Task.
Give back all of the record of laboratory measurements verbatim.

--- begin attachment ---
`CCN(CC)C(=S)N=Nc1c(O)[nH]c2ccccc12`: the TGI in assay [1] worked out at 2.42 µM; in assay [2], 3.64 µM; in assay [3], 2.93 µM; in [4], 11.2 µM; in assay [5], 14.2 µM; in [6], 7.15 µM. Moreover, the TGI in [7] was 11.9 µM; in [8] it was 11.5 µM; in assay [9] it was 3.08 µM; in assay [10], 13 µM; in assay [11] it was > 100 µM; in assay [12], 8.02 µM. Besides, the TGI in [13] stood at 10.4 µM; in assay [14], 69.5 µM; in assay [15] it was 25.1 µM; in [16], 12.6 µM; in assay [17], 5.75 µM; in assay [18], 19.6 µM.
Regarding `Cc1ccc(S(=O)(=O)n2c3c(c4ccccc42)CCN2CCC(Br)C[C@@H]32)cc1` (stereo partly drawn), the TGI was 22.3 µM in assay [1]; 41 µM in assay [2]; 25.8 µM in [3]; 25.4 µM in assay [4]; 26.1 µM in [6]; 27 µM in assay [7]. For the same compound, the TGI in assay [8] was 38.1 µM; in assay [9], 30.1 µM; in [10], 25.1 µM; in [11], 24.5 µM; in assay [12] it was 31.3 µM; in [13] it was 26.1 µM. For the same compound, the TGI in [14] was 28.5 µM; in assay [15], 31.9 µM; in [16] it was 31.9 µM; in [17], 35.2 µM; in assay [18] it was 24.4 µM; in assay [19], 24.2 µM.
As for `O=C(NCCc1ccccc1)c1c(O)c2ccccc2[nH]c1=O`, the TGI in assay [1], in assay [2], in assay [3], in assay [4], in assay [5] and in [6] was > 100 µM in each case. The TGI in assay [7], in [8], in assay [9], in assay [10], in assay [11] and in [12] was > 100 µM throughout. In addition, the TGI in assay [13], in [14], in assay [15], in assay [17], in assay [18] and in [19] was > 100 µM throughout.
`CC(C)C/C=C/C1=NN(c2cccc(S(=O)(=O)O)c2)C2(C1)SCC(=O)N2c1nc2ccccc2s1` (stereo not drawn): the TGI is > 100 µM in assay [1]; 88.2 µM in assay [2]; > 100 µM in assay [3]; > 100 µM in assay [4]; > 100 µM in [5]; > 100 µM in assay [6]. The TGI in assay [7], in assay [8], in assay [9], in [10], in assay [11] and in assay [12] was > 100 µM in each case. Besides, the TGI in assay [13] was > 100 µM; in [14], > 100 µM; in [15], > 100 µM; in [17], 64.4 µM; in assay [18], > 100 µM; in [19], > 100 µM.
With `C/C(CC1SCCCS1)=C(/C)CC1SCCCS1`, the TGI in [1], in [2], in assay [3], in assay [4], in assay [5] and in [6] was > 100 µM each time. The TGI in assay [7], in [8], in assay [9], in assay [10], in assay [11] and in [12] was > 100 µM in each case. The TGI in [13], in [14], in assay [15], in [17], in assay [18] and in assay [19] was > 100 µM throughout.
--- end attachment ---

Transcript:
`CCN(CC)C(=S)N=Nc1c(O)[nH]c2ccccc12`: the TGI in assay [1] worked out at 2.42 µM; in assay [2], 3.64 µM; in assay [3], 2.93 µM; in [4], 11.2 µM; in assay [5], 14.2 µM; in [6], 7.15 µM. Moreover, the TGI in [7] was 11.9 µM; in [8] it was 11.5 µM; in assay [9] it was 3.08 µM; in assay [10], 13 µM; in assay [11] it was > 100 µM; in assay [12], 8.02 µM. Besides, the TGI in [13] stood at 10.4 µM; in assay [14], 69.5 µM; in assay [15] it was 25.1 µM; in [16], 12.6 µM; in assay [17], 5.75 µM; in assay [18], 19.6 µM.
Regarding `Cc1ccc(S(=O)(=O)n2c3c(c4ccccc42)CCN2CCC(Br)C[C@@H]32)cc1` (stereo partly drawn), the TGI was 22.3 µM in assay [1]; 41 µM in assay [2]; 25.8 µM in [3]; 25.4 µM in assay [4]; 26.1 µM in [6]; 27 µM in assay [7]. For the same compound, the TGI in assay [8] was 38.1 µM; in assay [9], 30.1 µM; in [10], 25.1 µM; in [11], 24.5 µM; in assay [12] it was 31.3 µM; in [13] it was 26.1 µM. For the same compound, the TGI in [14] was 28.5 µM; in assay [15], 31.9 µM; in [16] it was 31.9 µM; in [17], 35.2 µM; in assay [18] it was 24.4 µM; in assay [19], 24.2 µM.
As for `O=C(NCCc1ccccc1)c1c(O)c2ccccc2[nH]c1=O`, the TGI in assay [1], in assay [2], in assay [3], in assay [4], in assay [5] and in [6] was > 100 µM in each case. The TGI in assay [7], in [8], in assay [9], in assay [10], in assay [11] and in [12] was > 100 µM throughout. In addition, the TGI in assay [13], in [14], in assay [15], in assay [17], in assay [18] and in [19] was > 100 µM throughout.
`CC(C)C/C=C/C1=NN(c2cccc(S(=O)(=O)O)c2)C2(C1)SCC(=O)N2c1nc2ccccc2s1` (stereo not drawn): the TGI is > 100 µM in assay [1]; 88.2 µM in assay [2]; > 100 µM in assay [3]; > 100 µM in assay [4]; > 100 µM in [5]; > 100 µM in assay [6]. The TGI in assay [7], in assay [8], in assay [9], in [10], in assay [11] and in assay [12] was > 100 µM in each case. Besides, the TGI in assay [13] was > 100 µM; in [14], > 100 µM; in [15], > 100 µM; in [17], 64.4 µM; in assay [18], > 100 µM; in [19], > 100 µM.
With `C/C(CC1SCCCS1)=C(/C)CC1SCCCS1`, the TGI in [1], in [2], in assay [3], in assay [4], in assay [5] and in [6] was > 100 µM each time. The TGI in assay [7], in [8], in assay [9], in assay [10], in assay [11] and in [12] was > 100 µM in each case. The TGI in [13], in [14], in assay [15], in [17], in assay [18] and in assay [19] was > 100 µM throughout.